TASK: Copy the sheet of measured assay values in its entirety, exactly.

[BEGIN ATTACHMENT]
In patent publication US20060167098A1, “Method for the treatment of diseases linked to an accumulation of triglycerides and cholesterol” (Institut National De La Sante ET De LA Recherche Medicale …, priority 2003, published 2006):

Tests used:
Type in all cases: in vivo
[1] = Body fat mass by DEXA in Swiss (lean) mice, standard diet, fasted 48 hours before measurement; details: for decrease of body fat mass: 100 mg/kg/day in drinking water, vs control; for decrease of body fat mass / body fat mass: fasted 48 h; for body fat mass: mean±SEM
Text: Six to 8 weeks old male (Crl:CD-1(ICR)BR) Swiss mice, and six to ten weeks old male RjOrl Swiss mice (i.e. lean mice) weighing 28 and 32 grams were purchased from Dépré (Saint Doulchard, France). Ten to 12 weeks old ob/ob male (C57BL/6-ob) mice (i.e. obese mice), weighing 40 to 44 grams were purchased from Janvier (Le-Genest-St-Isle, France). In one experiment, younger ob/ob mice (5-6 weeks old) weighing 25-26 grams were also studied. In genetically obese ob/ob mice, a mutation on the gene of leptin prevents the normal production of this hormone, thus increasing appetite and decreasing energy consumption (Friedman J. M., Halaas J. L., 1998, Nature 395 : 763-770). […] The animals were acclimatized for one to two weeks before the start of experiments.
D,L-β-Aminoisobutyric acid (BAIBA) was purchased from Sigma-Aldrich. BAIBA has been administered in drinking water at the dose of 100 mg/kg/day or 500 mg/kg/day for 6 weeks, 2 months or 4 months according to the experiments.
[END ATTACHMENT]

In patent publication US20060167098A1, “Method for the treatment of diseases linked to an accumulation of triglycerides and cholesterol” (Institut National De La Sante ET De LA Recherche Medicale …, priority 2003, published 2006):

Tests used:
Type in all cases: in vivo
[1] = Body fat mass by DEXA in Swiss (lean) mice, standard diet, fasted 48 hours before measurement; details: for decrease of body fat mass: 100 mg/kg/day in drinking water, vs control; for decrease of body fat mass / body fat mass: fasted 48 h; for body fat mass: mean±SEM
Text: Six to 8 weeks old male (Crl:CD-1(ICR)BR) Swiss mice, and six to ten weeks old male RjOrl Swiss mice (i.e. lean mice) weighing 28 and 32 grams were purchased from Dépré (Saint Doulchard, France). Ten to 12 weeks old ob/ob male (C57BL/6-ob) mice (i.e. obese mice), weighing 40 to 44 grams were purchased from Janvier (Le-Genest-St-Isle, France). In one experiment, younger ob/ob mice (5-6 weeks old) weighing 25-26 grams were also studied. In genetically obese ob/ob mice, a mutation on the gene of leptin prevents the normal production of this hormone, thus increasing appetite and decreasing energy consumption (Friedman J. M., Halaas J. L., 1998, Nature 395 : 763-770). […] The animals were acclimatized for one to two weeks before the start of experiments.
D,L-β-Aminoisobutyric acid (BAIBA) was purchased from Sigma-Aldrich. BAIBA has been administered in drinking water at the dose of 100 mg/kg/day or 500 mg/kg/day for 6 weeks, 2 months or 4 months according to the experiments.